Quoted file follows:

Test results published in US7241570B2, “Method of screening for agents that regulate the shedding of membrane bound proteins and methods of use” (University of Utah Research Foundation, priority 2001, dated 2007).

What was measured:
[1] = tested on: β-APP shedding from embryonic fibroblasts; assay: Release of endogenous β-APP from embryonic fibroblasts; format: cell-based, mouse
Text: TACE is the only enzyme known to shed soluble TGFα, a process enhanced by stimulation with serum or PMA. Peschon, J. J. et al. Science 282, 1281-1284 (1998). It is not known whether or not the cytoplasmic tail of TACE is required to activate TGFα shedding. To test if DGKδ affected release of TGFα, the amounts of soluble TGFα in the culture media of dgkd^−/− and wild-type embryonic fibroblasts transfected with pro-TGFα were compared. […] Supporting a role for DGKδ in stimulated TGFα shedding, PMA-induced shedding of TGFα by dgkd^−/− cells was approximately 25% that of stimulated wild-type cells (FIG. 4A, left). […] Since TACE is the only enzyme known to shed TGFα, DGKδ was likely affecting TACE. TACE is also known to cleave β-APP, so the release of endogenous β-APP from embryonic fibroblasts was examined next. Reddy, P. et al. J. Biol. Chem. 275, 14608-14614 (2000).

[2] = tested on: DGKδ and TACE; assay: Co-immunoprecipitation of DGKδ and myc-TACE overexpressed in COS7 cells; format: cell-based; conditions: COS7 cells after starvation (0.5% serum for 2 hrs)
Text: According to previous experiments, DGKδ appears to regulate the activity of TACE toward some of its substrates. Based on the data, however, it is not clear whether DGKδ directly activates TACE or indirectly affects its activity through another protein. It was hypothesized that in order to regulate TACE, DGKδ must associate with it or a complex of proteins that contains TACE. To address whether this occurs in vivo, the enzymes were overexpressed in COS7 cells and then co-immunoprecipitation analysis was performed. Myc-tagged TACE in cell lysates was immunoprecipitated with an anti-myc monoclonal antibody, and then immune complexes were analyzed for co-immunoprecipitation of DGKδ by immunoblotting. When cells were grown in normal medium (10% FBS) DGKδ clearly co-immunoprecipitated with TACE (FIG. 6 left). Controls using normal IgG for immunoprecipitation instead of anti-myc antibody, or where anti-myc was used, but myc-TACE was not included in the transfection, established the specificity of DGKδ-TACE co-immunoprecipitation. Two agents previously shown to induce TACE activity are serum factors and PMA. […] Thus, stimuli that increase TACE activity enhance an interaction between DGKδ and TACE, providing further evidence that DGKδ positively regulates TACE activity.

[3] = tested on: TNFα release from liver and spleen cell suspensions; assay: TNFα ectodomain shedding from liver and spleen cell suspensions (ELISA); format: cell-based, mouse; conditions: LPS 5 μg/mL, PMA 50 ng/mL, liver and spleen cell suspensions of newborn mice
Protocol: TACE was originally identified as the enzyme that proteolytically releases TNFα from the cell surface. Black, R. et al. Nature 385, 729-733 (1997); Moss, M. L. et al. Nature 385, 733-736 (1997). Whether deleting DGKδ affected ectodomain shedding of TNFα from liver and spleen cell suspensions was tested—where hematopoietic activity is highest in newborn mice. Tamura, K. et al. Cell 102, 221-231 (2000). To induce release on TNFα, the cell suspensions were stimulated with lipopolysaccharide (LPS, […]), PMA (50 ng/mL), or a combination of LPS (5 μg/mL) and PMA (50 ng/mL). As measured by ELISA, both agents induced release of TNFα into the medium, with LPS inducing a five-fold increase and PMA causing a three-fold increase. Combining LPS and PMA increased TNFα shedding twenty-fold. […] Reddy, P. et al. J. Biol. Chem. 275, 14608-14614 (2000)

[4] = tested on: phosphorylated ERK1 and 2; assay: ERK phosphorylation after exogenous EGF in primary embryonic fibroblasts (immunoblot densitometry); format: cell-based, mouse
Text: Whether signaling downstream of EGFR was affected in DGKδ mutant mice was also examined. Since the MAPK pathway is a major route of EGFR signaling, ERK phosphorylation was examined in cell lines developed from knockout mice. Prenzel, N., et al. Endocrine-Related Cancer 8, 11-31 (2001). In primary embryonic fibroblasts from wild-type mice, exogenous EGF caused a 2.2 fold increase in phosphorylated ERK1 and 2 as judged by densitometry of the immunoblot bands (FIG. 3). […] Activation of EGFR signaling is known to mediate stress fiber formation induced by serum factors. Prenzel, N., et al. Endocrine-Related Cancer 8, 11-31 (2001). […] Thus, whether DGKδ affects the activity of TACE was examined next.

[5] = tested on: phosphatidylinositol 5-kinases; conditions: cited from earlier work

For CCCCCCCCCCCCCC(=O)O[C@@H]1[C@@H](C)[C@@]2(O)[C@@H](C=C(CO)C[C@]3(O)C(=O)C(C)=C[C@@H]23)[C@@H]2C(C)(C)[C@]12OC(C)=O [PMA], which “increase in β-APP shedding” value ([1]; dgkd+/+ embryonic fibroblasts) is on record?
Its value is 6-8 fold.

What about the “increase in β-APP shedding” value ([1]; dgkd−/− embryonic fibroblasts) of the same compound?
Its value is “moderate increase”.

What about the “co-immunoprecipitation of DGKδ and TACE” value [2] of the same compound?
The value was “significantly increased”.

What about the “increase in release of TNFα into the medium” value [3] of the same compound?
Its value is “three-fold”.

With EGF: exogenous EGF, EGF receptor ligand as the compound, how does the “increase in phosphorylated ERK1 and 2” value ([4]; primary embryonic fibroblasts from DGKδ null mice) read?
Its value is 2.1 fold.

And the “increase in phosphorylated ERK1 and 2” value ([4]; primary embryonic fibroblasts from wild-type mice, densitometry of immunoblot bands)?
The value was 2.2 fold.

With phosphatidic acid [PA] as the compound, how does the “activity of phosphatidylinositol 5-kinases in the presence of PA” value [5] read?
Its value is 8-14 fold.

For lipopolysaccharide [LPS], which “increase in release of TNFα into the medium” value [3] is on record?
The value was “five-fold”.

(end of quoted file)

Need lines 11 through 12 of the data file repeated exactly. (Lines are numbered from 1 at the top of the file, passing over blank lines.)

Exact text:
[5] = tested on: phosphatidylinositol 5-kinases; conditions: cited from earlier work

For CCCCCCCCCCCCCC(=O)O[C@@H]1[C@@H](C)[C@@]2(O)[C@@H](C=C(CO)C[C@]3(O)C(=O)C(C)=C[C@@H]23)[C@@H]2C(C)(C)[C@]12OC(C)=O [PMA], which “increase in β-APP shedding” value ([1]; dgkd+/+ embryonic fibroblasts) is on record?